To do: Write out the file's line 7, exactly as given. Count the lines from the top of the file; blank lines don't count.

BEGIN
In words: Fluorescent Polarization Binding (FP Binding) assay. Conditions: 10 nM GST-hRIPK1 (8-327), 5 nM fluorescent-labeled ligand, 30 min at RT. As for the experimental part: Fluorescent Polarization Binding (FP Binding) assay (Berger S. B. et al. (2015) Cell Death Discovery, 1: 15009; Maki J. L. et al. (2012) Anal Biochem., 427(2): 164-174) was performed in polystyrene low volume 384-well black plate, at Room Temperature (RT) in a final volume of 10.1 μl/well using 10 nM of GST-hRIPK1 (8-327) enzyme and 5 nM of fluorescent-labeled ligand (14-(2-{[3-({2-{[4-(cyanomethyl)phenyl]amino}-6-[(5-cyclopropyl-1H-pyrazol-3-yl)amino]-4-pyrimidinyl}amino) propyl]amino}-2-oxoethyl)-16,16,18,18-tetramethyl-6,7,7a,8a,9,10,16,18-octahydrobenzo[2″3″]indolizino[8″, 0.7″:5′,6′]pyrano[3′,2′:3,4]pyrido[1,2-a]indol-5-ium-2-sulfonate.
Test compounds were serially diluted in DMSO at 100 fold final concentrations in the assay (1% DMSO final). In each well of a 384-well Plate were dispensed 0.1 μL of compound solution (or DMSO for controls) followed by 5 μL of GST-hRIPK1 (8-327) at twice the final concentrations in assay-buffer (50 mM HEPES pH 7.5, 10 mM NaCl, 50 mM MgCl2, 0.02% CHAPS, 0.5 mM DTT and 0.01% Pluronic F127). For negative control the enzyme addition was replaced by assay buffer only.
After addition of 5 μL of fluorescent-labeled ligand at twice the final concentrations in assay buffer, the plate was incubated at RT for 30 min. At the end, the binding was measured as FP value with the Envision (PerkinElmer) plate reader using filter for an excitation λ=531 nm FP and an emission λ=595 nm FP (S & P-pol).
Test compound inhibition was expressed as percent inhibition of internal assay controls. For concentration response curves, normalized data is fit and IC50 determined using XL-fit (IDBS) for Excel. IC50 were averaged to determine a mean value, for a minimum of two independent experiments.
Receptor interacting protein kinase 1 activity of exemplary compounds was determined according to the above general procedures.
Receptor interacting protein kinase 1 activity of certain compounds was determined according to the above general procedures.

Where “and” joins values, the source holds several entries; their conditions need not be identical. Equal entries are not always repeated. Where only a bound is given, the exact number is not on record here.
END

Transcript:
Where “and” joins values, the source holds several entries; their conditions need not be identical. Equal entries are not always repeated. Where only a bound is given, the exact number is not on record here.